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Mercury levels of yellowfin tuna (Thunnus albacares) are associated with capture location

TitleMercury levels of yellowfin tuna (Thunnus albacares) are associated with capture location
Publication TypeJournal Article
Year of Publication2017
AuthorsNicklisch S.CT, Bonito L.T, Sandin S., Hamdoun A.
JournalEnvironmental Pollution
Date Published2017/10
Type of ArticleArticle
ISBN Number0269-7491
Accession NumberWOS:000410010200009
Keywordsatmospheric mercury; Bigeye Tuna; Capture location; exposure; Global assessment; gulf-of-mexico; health; mercury; methylmercury; natural sources; pacific-ocean; pelagic fish; pollution; stomach contents; Yellowfin Tuna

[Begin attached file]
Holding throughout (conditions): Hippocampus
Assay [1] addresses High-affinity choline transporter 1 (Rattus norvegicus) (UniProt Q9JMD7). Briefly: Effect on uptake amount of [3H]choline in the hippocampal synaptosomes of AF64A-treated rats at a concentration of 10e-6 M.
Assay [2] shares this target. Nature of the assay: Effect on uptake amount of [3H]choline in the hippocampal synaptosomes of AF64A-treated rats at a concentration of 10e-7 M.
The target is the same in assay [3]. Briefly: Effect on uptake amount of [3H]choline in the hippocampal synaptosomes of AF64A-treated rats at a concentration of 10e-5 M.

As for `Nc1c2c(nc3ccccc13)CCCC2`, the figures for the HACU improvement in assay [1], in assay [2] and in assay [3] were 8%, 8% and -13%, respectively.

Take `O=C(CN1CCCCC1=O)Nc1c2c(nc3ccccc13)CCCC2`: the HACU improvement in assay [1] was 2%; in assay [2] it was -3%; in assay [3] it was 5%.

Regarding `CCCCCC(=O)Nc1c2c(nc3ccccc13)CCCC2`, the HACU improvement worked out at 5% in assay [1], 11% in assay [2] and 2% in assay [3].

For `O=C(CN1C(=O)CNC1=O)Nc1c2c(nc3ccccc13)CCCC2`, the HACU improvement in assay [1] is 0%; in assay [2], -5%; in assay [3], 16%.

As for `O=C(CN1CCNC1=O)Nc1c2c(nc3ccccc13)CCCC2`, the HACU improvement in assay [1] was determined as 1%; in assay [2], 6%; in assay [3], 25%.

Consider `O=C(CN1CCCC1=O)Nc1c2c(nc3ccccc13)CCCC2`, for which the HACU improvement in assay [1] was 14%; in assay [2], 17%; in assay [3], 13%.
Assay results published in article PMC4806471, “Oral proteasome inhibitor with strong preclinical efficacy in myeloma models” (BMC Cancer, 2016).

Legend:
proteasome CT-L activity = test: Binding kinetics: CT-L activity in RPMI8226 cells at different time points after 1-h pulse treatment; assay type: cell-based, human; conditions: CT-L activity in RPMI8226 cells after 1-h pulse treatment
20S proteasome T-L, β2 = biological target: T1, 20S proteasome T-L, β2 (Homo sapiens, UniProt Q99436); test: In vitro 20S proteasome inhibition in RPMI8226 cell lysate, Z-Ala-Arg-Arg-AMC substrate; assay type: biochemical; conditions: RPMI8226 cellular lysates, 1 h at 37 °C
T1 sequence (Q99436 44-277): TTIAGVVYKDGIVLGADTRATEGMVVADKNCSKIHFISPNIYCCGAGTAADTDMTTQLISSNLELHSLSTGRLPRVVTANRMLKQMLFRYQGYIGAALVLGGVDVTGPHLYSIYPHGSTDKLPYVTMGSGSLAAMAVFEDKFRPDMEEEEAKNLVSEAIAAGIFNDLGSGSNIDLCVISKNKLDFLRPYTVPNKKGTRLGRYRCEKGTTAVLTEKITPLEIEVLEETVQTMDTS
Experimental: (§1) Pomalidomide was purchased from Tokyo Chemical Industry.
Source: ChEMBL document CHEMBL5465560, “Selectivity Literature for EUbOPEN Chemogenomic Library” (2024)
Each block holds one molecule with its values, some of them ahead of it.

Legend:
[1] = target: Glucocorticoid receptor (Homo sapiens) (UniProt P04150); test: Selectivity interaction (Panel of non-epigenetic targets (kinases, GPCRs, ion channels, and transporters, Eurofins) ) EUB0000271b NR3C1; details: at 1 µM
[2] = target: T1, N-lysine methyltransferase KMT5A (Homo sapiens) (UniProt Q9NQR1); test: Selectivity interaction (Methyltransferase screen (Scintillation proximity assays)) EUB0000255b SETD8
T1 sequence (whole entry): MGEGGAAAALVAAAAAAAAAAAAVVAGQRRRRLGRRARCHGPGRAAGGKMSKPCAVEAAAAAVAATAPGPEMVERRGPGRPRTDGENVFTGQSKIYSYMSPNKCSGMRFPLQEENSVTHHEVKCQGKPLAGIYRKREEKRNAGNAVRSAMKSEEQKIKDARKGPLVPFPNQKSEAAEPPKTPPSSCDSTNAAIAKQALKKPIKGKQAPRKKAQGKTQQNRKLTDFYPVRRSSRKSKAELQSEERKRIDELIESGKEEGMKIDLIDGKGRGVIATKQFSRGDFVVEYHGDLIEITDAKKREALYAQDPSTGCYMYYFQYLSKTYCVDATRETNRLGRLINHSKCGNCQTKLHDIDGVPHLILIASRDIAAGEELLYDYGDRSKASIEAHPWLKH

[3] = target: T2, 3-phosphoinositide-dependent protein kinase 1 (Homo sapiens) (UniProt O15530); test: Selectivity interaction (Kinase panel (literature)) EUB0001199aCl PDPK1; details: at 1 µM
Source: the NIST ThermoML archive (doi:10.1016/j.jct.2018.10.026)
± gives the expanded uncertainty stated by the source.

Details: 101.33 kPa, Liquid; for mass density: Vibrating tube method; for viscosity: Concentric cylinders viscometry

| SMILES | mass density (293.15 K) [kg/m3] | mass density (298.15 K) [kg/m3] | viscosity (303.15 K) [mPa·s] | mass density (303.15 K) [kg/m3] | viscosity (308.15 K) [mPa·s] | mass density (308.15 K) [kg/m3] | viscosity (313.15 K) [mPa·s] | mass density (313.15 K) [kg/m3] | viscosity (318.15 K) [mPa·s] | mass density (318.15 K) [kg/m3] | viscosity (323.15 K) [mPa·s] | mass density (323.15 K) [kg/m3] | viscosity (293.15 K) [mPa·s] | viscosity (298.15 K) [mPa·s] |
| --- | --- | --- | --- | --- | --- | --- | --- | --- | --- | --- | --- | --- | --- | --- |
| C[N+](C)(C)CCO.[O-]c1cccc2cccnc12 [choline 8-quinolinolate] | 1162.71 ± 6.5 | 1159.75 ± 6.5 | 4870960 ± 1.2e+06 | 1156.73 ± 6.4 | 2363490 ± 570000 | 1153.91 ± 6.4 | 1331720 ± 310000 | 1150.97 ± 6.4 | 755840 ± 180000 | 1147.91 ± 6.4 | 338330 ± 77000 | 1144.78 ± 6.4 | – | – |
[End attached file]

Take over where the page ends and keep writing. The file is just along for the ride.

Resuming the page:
Mercury is a toxic compound to which humans are exposed by consumption of fish. Current fish consumption advisories focus on minimizing the risk posed by the species that are most likely to have high levels of mercury. Less accounted for is the variation within species, and the potential role of the geographic origin of a fish in determining its mercury level. Here we surveyed the mercury levels in 117 yellowfin tuna caught from 12 different locations worldwide. Our results indicated significant variation in yellowfin tuna methylmercury load, with levels that ranged from 0.03 to 0.82 mu g/g wet weight across individual fish. Mean mercury levels were only weakly associated with fish size (R-2 < 0.1461) or lipid content (R-2 < 0.00007) but varied significantly, by a factor of 8, between sites. The results indicate that the geographic origin of fish can govern mercury load, and argue for better traceability of fish to improve the accuracy of exposure risk predictions. (C)2017 Elsevier Ltd. All rights reserved.

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